If you do work with an outside closing agent, your loan officer will still be involved. Your closer, lender and real estate agent should be communicating every step of the way.
What are Closing Costs?
Some first-time buyers may head into a transaction not really knowing what closing costs are, how much they’ll be or how you’ll pay them. Closing costs cover everything needed to prepare you to close which includes:
- County recording fees
- Credit report fee
- Lender origination fee
- Underwriting fee
- Survey fees (if applicable)
- Title search
- Title insurance
- The first year of homeowners insurance
- Attorney fees
- Any escrowed items
Closing costs are bundled together and you pay them in one lump sum at the end of your transaction. The payment is disbursed to everyone involved in the closing process: your lender, your closing agent (if you use one) and the attorneys handling the paperwork.
How are closing costs calculated?
Closing costs can vary based on how you’re buying the house, whether it be cash or financing. If you’re buying a home with cash, your closing costs will be a lot lower since you won’t be using and paying a lender. If you’re financing the purchase, your closing costs can vary based on what kind of home loan you’re using.
“A lot of fees are based on purchase price as well,” added Kettleson. “There are also some fees that you can purchase in addition to normal fees (e.g. owner title policies) that might not be mandatory, but may be a good idea.”
When do I get an estimate of closing costs?
The good news is, you can get an estimate of closing costs from your lender at the beginning of the home buying process. “Closing costs can be estimated pretty early in the process before you even write an offer,” stated Kettleson. “If you have a property in mind, your closing agent, REALTOR® or lender can usually get you an estimate of closing costs so that you can plan accordingly.”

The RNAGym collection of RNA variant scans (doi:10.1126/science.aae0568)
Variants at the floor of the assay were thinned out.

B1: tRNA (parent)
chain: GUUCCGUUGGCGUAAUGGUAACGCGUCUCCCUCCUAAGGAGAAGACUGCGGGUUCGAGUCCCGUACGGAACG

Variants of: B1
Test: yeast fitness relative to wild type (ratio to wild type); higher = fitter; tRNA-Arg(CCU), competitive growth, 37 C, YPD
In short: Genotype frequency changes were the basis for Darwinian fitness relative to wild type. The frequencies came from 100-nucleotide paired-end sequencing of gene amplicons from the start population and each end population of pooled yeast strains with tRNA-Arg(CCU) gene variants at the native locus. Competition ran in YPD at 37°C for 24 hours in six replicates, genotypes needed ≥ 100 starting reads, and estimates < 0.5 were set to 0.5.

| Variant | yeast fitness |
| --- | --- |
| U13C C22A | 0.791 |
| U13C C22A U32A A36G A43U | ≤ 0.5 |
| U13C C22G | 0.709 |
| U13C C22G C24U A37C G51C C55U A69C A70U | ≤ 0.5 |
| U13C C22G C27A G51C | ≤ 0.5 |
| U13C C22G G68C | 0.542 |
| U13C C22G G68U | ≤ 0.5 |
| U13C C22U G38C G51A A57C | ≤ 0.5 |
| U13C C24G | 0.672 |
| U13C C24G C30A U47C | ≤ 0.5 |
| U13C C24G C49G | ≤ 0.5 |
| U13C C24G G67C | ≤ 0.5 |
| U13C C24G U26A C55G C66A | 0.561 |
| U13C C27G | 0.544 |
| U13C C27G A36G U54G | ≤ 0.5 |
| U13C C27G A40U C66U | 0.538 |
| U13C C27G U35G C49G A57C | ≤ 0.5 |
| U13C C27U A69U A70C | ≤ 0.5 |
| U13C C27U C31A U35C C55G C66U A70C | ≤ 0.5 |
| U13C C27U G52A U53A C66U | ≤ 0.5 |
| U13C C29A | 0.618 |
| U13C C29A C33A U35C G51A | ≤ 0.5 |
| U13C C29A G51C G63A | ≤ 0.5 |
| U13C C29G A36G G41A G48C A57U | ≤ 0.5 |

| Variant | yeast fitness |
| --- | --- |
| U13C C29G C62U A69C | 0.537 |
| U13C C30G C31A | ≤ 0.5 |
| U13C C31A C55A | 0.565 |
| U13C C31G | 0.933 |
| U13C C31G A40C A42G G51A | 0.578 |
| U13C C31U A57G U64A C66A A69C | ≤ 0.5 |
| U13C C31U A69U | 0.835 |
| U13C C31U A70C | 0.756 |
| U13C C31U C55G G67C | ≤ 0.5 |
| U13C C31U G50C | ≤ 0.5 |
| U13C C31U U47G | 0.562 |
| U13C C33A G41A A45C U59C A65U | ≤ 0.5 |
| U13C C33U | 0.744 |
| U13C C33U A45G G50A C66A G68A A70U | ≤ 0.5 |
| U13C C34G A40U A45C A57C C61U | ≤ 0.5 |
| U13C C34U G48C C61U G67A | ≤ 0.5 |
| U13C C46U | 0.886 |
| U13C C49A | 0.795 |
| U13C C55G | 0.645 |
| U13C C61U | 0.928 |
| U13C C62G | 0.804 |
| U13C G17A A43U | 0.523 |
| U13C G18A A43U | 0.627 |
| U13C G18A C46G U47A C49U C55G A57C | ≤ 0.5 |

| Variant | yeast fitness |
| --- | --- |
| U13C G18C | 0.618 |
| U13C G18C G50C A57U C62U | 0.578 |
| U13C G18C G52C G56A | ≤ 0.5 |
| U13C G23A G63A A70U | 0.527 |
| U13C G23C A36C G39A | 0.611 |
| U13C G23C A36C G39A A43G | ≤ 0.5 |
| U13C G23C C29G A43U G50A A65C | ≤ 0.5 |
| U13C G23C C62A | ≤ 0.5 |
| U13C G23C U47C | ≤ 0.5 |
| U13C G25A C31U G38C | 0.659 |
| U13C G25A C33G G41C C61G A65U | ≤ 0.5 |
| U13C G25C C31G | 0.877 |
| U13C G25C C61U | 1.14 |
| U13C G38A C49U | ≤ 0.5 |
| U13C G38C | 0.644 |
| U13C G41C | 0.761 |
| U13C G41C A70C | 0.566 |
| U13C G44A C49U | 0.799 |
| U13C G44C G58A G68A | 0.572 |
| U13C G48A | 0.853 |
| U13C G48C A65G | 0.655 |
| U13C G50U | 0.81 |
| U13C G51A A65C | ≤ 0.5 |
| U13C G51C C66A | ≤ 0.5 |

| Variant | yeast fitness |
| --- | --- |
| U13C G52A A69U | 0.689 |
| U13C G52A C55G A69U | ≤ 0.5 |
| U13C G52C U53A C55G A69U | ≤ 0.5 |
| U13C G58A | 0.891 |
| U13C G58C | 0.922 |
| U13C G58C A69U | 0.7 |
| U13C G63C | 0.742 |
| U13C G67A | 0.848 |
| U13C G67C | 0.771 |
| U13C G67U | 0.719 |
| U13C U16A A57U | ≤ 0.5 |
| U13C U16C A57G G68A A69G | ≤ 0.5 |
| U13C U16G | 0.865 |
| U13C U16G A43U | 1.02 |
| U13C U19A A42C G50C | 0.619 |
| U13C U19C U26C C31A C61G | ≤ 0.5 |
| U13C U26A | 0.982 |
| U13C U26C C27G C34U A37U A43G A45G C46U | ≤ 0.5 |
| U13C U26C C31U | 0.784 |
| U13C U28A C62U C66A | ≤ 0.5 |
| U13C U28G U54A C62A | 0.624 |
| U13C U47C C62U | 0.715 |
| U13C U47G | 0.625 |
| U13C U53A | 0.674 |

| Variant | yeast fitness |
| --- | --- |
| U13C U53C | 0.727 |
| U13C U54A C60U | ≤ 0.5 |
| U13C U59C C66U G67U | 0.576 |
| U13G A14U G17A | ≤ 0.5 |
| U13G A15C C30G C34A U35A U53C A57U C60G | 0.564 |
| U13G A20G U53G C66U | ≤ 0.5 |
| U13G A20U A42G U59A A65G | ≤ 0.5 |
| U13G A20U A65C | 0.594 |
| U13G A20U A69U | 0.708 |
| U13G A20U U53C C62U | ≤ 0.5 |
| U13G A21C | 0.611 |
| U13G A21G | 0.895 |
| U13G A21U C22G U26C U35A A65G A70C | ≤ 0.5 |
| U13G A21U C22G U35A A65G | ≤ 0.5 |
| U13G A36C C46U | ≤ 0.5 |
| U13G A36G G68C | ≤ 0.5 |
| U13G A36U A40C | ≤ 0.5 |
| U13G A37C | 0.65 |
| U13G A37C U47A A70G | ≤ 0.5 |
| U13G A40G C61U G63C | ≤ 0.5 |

It would be smart to get an estimate of closings costs as early as possible so you can account for the expense.
How much are closing costs?
“Closing costs for a typical loan should be in the range of $1800-$2500,” said Brian Swanson. “This takes care of all third parties through the transaction and generally the lender underwriting and processing fees also, which are the same no matter the loan size. On top of this amount are items called points – you can have origination points (which is a lender fee) or discount points (which allow for buying down the interest rate). All points are not generally required, except for some specialized loan programs.”
Almost all lenders will be pretty competitive when it comes to closing costs so you most likely won’t see big difference in fees among lenders.
Who pays closing costs?
Typically, the buyer pays for the closing costs. You should be prepared to have the funds saved to cover them. You’ll pay them at closing using the same payment method as your down payment.
Sometimes, you can negotiate for the seller to cover some of or all of the closing costs but this depends on your situation. Sometimes a seller is eager to complete the transaction and will throw it in to sweeten the deal during negotiations with your agent. If this is the case, your agent will make sure it’s part of your final purchase agreement.
You may also have to account for property taxes. “Since Iowa pays taxes in arrears, you should receive a credit from the seller for taxes during the time they owned the property,” said Kettleson.
What Happens on Closing Day?
Closing day is the finish line! This is the day you and your agent have been working toward for a long time and you may feel relieved, excited and anxious about all the money you’re about to spend. That’s normal!